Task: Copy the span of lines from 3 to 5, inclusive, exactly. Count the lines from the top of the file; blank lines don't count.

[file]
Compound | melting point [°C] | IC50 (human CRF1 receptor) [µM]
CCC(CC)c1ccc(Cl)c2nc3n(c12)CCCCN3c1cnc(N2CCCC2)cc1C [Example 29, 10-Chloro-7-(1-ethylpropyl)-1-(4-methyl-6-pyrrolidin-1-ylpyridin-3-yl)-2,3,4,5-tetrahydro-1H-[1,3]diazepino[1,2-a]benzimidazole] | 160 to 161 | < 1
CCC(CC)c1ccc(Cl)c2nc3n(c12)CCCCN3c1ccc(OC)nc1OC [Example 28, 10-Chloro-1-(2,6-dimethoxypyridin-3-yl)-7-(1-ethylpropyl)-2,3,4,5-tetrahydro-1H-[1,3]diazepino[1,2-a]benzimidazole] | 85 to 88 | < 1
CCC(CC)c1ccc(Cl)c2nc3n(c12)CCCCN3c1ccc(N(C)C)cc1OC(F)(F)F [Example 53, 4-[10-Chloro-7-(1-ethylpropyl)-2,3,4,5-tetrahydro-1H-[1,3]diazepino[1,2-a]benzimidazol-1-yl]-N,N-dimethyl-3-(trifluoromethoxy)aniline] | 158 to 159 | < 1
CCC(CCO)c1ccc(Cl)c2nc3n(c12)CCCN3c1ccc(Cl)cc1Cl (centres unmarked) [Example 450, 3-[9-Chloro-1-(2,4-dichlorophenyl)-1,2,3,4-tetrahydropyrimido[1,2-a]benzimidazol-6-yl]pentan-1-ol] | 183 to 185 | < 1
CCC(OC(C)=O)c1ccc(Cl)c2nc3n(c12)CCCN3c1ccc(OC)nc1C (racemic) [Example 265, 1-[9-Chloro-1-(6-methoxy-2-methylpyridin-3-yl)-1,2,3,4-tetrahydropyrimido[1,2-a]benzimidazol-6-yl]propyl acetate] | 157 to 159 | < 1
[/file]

CCC(CC)c1ccc(Cl)c2nc3n(c12)CCCCN3c1ccc(OC)nc1OC [Example 28, 10-Chloro-1-(2,6-dimethoxypyridin-3-yl)-7-(1-ethylpropyl)-2,3,4,5-tetrahydro-1H-[1,3]diazepino[1,2-a]benzimidazole] | 85 to 88 | < 1
CCC(CC)c1ccc(Cl)c2nc3n(c12)CCCCN3c1ccc(N(C)C)cc1OC(F)(F)F [Example 53, 4-[10-Chloro-7-(1-ethylpropyl)-2,3,4,5-tetrahydro-1H-[1,3]diazepino[1,2-a]benzimidazol-1-yl]-N,N-dimethyl-3-(trifluoromethoxy)aniline] | 158 to 159 | < 1
CCC(CCO)c1ccc(Cl)c2nc3n(c12)CCCN3c1ccc(Cl)cc1Cl (centres unmarked) [Example 450, 3-[9-Chloro-1-(2,4-dichlorophenyl)-1,2,3,4-tetrahydropyrimido[1,2-a]benzimidazol-6-yl]pentan-1-ol] | 183 to 185 | < 1